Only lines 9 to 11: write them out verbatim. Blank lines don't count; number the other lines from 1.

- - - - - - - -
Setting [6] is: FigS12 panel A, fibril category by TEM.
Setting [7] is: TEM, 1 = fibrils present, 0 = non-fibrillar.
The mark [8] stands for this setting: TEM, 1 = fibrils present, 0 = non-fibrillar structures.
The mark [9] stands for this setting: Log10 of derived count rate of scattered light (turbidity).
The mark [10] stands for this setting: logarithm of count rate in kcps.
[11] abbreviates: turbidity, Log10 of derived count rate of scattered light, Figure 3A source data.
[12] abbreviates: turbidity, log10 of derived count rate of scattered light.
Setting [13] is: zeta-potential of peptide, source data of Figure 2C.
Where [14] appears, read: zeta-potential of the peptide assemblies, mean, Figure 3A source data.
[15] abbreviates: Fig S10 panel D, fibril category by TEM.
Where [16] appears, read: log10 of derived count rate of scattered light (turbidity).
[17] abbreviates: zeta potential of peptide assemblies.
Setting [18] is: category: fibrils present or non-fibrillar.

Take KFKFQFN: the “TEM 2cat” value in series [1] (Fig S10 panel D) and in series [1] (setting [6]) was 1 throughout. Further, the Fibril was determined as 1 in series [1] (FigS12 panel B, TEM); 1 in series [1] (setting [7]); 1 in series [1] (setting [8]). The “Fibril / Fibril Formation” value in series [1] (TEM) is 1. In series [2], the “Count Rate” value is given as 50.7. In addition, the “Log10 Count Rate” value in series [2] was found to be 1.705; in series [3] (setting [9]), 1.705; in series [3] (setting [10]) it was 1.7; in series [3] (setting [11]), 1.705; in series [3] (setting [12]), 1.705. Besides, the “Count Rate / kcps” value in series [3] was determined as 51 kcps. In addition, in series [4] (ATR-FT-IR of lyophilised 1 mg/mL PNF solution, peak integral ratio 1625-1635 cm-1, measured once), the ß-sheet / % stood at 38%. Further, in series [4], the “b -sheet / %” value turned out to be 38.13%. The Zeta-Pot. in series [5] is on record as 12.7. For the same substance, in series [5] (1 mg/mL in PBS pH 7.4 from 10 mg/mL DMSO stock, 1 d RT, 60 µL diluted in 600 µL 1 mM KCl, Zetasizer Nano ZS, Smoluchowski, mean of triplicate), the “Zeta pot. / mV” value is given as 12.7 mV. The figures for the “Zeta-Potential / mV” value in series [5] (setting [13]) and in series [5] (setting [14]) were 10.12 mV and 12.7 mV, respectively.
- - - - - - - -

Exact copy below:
Where [14] appears, read: zeta-potential of the peptide assemblies, mean, Figure 3A source data.
[15] abbreviates: Fig S10 panel D, fibril category by TEM.
Where [16] appears, read: log10 of derived count rate of scattered light (turbidity).